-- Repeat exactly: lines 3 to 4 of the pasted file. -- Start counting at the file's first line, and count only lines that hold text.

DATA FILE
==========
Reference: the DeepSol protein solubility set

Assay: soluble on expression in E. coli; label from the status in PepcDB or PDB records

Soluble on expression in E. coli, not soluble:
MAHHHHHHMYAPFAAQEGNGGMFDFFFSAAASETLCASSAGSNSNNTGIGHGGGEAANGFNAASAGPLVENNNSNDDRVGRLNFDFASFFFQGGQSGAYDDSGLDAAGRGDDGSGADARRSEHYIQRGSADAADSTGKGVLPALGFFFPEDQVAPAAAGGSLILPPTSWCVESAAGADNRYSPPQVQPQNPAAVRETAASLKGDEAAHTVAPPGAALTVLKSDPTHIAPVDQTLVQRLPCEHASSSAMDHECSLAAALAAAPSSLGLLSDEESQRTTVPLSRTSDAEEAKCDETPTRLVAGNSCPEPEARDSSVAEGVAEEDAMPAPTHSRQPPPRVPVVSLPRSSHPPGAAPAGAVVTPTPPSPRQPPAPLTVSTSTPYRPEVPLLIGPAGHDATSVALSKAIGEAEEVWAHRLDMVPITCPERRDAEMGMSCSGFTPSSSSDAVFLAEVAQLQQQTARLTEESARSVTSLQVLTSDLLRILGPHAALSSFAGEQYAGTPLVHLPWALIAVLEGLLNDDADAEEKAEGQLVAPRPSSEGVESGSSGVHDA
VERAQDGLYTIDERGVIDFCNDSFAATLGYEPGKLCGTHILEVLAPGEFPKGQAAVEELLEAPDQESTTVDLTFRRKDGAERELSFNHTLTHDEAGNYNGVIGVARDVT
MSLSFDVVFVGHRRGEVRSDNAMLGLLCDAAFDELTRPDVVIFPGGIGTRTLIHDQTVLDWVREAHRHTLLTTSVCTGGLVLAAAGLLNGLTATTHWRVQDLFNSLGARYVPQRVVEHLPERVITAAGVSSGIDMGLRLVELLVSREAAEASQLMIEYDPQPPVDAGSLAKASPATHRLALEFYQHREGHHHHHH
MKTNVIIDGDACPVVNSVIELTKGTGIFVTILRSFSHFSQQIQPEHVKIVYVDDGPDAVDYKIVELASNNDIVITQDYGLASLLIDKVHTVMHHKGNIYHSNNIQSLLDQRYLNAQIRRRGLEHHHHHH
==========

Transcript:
Soluble on expression in E. coli, not soluble:
MAHHHHHHMYAPFAAQEGNGGMFDFFFSAAASETLCASSAGSNSNNTGIGHGGGEAANGFNAASAGPLVENNNSNDDRVGRLNFDFASFFFQGGQSGAYDDSGLDAAGRGDDGSGADARRSEHYIQRGSADAADSTGKGVLPALGFFFPEDQVAPAAAGGSLILPPTSWCVESAAGADNRYSPPQVQPQNPAAVRETAASLKGDEAAHTVAPPGAALTVLKSDPTHIAPVDQTLVQRLPCEHASSSAMDHECSLAAALAAAPSSLGLLSDEESQRTTVPLSRTSDAEEAKCDETPTRLVAGNSCPEPEARDSSVAEGVAEEDAMPAPTHSRQPPPRVPVVSLPRSSHPPGAAPAGAVVTPTPPSPRQPPAPLTVSTSTPYRPEVPLLIGPAGHDATSVALSKAIGEAEEVWAHRLDMVPITCPERRDAEMGMSCSGFTPSSSSDAVFLAEVAQLQQQTARLTEESARSVTSLQVLTSDLLRILGPHAALSSFAGEQYAGTPLVHLPWALIAVLEGLLNDDADAEEKAEGQLVAPRPSSEGVESGSSGVHDA